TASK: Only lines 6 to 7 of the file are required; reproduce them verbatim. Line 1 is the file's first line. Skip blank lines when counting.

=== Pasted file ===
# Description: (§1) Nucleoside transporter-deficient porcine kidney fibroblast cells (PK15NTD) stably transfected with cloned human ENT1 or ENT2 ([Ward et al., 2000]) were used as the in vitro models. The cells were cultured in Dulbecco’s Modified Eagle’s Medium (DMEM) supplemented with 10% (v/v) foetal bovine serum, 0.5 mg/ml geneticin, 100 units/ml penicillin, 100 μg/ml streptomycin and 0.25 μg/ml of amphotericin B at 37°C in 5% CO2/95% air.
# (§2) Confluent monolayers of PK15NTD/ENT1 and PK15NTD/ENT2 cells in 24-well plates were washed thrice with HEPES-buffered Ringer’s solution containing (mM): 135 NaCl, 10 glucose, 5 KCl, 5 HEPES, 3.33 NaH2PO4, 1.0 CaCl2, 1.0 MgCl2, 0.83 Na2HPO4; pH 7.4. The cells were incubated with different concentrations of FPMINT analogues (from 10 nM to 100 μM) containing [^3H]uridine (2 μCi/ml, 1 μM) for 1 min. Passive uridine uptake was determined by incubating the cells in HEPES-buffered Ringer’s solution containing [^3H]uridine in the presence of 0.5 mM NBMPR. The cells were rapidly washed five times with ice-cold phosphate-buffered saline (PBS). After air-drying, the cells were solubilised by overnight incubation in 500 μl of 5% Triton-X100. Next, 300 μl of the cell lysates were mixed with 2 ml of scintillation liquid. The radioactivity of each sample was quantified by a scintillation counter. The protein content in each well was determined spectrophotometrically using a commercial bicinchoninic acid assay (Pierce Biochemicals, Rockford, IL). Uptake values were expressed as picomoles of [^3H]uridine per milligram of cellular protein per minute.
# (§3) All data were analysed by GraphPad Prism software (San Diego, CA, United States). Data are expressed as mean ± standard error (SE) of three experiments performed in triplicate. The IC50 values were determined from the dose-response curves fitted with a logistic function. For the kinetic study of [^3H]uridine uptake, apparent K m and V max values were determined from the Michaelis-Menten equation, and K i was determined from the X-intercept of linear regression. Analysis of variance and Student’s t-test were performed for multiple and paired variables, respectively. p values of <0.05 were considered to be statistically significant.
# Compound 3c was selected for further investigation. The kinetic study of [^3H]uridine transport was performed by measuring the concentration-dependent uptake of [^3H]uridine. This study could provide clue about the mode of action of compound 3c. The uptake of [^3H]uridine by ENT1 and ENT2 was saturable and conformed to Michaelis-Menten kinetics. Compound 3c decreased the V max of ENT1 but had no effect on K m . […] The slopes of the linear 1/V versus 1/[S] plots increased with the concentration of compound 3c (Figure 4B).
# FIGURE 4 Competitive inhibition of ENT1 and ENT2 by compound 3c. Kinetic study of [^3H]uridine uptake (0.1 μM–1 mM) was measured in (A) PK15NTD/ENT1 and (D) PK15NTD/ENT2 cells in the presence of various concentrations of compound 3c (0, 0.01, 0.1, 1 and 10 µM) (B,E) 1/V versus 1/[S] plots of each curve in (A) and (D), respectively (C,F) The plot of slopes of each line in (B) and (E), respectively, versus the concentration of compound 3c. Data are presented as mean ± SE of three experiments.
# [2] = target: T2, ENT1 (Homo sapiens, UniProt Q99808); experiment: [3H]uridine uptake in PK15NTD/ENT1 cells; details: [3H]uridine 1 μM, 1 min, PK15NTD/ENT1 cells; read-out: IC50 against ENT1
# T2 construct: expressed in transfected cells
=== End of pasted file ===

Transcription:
# [2] = target: T2, ENT1 (Homo sapiens, UniProt Q99808); experiment: [3H]uridine uptake in PK15NTD/ENT1 cells; details: [3H]uridine 1 μM, 1 min, PK15NTD/ENT1 cells; read-out: IC50 against ENT1
# T2 construct: expressed in transfected cells